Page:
9.7 ± 0.2 (10.7)

12.7 ± 0.3 (5.3)


45.7 ± 0.4 (50.3)

38.7 ± 0.3 (16.0)


109.2 ± 0.4 (120.3)

39.7 ± 0.2 (16.4)

Elapsed time (sec) taken by each program was measured in 50 separate runs; mean ± standard deviation (SD) for these runs are shown. Average fold slowness in parenthesis is the ratio of each observed mean time to the one taken by the GBParsy test program.


In the design of the GBParsy library, we focused on the speed and the efficient use of system memory. At first, we improved parsing speed by using customized parsing functions in place of the regular expression functions. Although regular expressions are frequently used to parse strings because of their flexibility, they lower the speed of a program as a trade-off for their flexibility. Further enhancement was achieved by optimizing an algorithm related to memory usage. We tried to reduce the number of functions in the GBParsy that were for allocating new memory space and for moving data between the memory spaces, which are both time-consuming processes; thus, we were able to save system memory as well as increase performance.

The functions in GBParsy are categorized into three groups. The functions in the common group perform general operations, such as handling white spaces or lines. Each field, such as features or sequences in GBF, is handled by distinct functions included in the parsing group. The functions included in the common and parsing groups are only used internally. The functions in a user group are directly used by the user, and are implemented to handle a GBF file or parsed data. For example, the user can get a parsing result of a GBF file by calling the 'parseGBFF' function with the file name.

Whole entry fields of a GBF file are parsed by calling the 'parseGBFF' function with the file name (Figure 1), and the parsing results are stored in 5 types of structures (Figure 2), which is a collection of variables and a kind of data type in C language. Gb_data structure is a main structure and a gb_data structure contains one GBF data. Each record in the reference entry and in the feature table of the GBF data is stored gb_reference and gb_feature structure, respectively. Gb_location and gb_qualifier, which is a substructure of gb_feature, contain information of a location and qualifiers, respectively. In the case of GBParsyPy, while the parser uses proper data types of the Python programming language (such as dictionary and tuple type in place of structure type of the C language), the formation of a parsing result by GBParsyPy is generally similar to that by GBParsy. For example, the main structure of GBParsy, gb_data, is implemented as a dictionary where each element in the dictionary is matched to each variable in the main structure.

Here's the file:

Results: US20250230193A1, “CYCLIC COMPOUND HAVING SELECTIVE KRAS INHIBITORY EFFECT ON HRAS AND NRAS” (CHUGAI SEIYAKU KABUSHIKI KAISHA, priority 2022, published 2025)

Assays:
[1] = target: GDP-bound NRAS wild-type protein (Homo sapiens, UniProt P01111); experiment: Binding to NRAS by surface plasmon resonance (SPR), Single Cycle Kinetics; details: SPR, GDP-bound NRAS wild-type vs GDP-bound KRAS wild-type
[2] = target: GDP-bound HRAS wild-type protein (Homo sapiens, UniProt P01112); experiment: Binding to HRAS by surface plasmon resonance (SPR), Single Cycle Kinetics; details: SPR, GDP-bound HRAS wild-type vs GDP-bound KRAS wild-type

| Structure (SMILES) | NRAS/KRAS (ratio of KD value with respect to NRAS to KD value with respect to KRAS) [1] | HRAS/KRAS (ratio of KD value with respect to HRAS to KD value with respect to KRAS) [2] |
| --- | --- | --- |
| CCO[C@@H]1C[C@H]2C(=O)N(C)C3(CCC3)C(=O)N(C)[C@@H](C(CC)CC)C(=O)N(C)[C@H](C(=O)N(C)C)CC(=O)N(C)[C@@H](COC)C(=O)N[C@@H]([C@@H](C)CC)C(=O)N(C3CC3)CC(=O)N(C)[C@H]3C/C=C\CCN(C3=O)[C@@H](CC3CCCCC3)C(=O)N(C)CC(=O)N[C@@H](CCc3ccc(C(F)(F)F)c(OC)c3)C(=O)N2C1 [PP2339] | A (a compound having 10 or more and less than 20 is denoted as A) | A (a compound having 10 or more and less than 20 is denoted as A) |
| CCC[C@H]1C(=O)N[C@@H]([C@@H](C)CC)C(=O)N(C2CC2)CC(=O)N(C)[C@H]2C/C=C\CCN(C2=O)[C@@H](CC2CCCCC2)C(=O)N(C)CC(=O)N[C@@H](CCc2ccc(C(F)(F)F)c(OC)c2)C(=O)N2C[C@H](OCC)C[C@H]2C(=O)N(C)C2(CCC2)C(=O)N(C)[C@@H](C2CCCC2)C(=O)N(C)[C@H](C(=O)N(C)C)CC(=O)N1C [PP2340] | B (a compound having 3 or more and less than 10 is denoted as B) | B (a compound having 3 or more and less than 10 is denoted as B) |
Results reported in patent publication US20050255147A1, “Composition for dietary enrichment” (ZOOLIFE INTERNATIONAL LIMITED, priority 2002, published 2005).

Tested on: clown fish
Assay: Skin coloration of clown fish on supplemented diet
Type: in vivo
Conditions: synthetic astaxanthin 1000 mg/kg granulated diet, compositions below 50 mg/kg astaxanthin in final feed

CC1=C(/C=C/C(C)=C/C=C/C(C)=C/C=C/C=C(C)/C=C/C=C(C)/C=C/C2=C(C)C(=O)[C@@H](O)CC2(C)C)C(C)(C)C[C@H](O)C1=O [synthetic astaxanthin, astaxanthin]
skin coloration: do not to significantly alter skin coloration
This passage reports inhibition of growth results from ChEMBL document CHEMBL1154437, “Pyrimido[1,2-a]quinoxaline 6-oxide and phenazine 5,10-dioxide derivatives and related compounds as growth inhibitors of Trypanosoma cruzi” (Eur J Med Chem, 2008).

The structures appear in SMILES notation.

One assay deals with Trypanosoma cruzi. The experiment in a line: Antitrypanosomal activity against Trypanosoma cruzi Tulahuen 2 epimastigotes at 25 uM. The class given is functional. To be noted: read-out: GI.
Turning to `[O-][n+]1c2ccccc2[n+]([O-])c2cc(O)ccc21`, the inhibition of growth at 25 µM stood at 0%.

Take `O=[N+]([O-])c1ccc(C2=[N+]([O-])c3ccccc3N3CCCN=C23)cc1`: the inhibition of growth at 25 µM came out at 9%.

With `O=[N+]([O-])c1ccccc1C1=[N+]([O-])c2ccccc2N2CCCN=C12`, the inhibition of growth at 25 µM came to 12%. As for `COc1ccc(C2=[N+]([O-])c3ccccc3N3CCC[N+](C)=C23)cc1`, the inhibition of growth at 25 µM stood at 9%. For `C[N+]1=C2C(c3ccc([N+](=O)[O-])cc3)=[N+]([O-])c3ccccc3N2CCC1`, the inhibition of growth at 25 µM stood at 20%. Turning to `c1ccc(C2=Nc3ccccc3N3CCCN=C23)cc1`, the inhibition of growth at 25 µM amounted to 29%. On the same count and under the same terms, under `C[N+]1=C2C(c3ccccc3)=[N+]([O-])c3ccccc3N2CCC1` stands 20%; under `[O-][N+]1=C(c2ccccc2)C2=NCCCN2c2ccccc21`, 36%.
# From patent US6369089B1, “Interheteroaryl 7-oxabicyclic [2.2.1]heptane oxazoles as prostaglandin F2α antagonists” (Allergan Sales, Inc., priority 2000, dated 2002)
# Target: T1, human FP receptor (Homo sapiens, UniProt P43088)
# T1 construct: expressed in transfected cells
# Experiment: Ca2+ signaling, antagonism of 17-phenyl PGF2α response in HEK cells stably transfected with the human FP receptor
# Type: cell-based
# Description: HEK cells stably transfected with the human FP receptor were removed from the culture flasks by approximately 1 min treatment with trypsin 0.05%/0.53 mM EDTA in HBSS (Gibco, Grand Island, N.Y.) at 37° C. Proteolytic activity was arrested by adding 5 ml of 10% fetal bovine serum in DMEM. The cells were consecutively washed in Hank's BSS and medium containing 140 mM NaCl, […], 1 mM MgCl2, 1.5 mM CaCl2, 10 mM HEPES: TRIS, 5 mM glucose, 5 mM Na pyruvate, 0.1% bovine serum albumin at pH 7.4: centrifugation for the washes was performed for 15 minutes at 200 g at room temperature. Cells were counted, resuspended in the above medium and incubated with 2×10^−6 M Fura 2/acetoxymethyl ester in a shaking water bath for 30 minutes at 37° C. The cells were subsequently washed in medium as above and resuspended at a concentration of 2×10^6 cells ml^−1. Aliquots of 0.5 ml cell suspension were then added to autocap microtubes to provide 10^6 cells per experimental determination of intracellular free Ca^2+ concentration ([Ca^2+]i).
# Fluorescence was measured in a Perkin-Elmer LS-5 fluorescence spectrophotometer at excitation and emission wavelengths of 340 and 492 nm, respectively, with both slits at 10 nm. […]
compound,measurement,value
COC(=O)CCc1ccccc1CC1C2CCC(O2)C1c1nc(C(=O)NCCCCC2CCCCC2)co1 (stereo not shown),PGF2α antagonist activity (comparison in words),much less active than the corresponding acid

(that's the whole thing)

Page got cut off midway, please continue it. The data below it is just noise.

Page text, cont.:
Figure 1

Example of a parsing result. Each box represents a datum as a result of parsing the GBF file, NT_039207. A number in parenthesis is denoted as such in Figure 2.
Figure 2

Structures of a parsing result of GBParsy. The parsing result of GBParsy is organized with five structures that are represented by a box. A large bold title such as gb_data represents the name of the structure and items in a box represent elements of the structure. A variable name and its data type in C language are denoted on the left- and the right-side of the colon, respectively. A number in parenthesis links with the number in Figure 1 and it represents a datum block stored in the variable.

Results & Discussion

Benchmarking test

The two largest GBF files of A. thaliana chromosome 1 (NC_003070) and Mus musculus chromosome 2 (NT_039207) were downloaded from GenBank for the performance test. The performance of GBParsy was ascertained by benchmark testing with an Athlon 64 Processor 3200+ system with 2 GB main memory in Linux for the two publicly available chromosome sequences. To test the performance, we used an incorporated program in the EMBOSS (ver. 5.0.0) package, 'extractfeat', which parses GBF with the AJAX library and extracts specific sequences from the file. Also, we developed testing programs generating similar output with the 'extractfeat', for GBParsy, GBParsyPy, BioPerl (ver. 1.4) and BioPython (ver. 1.43), respectively. To compare the performance of each library, we extracted whole tRNA sequences from a GBF file with each testing program and determined the elapsed time. The average and standard deviation of the elapsed times (sec) for each program were measured in 50 separate runs. Slower folds for each parser were calculated against that of GBParsy to represent the performances.

GenBank flatfile parser